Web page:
Denka Performance Elastomer to request EPA act on updated risk model for chloroprene
RESERVE – Denka Performance Elastomer will submit a formal Request for Correction to the U.S. Environmental Protection Agency asking the agency to update its 2010 risk assessment for chloroprene taking into consideration a new, more sophisticated risk model. EPA has evaluated and peer reviewed the new model, which suggests the agency’s previous assessment could overstate cancer risk from chloroprene exposure by as much as 130 times.
DPE uses chloroprene to produce Neoprene rubber at its facility near Reserve. DPE has been working with EPA through the agency’s formal correction process since its 2010 Integrated Risk Information System (IRIS) assessment was used as part of a National Air Toxics Assessment by EPA in 2015. DPE previously filed a Request for Reconsideration with EPA, which it has now withdrawn in preparation for submitting its new Request for Correction (RFC). EPA has suggested that this is a more appropriate process for incorporating the new model into EPA’s risk assessment. A response from EPA on the new RFC could take several months.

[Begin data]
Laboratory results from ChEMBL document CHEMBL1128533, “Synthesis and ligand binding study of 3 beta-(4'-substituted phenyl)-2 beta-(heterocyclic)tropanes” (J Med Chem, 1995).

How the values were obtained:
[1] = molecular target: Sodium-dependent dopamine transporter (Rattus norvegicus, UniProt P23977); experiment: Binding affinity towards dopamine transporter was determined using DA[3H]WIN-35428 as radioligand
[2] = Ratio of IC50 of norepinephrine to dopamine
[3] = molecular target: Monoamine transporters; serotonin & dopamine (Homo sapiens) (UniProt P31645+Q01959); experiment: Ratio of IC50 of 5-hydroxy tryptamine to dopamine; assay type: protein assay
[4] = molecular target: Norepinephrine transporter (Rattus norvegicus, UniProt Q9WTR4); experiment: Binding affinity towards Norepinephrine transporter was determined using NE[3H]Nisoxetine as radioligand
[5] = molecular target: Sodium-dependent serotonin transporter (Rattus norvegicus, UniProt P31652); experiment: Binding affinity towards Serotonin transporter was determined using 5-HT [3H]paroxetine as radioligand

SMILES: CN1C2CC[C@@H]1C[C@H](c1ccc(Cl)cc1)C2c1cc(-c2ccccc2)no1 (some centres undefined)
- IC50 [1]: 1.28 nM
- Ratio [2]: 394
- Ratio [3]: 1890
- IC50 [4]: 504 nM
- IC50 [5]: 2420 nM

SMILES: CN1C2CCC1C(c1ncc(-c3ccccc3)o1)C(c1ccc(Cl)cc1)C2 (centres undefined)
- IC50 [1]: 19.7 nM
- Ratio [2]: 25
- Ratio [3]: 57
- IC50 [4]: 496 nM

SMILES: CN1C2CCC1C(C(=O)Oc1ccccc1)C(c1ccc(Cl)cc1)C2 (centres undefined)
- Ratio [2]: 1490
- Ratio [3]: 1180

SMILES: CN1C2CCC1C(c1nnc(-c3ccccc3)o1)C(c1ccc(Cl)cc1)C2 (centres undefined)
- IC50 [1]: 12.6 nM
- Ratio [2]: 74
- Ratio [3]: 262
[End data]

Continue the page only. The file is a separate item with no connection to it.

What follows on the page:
The new model, called a physiologically-based pharmacokinetic, or PBPK model, was developed after EPA’s 2010 IRIS assessment. According to DPE spokesperson Jim Harris, the new model uses more advanced methods for evaluating potential effects on human health and suggests the relative level of health risk from chloroprene to be as much as 130 times lower than the IRIS assessment, which would be consistent with the average to below-average levels of cancer incidence recorded near the DPE facility.
The PBPK model and its suggestions are consistent with numerous epidemiological studies, including a major study recently updated by researchers at the University of Pittsburgh and decades of objective health data collected by the state-run Louisiana Tumor Registry (LTR). The LTR data has repeatedly shown St. John the Baptist Parish regularly exhibits average or below-average rates of cancer incidence compared with the state average.
Since purchasing the LaPlace facility in 2015, DPE has reduced its chloroprene emissions by 85 percent. The company developed a voluntary emission reduction program with the Louisiana Department of Environmental Quality in 2016 and completed the program in 2017 at a final cost of over $35 million.
In addition, ambient air monitoring conducted by the company and EPA has shown a dramatic reduction in concentrations measured at sites around the facility as a result of the company’s reduction efforts.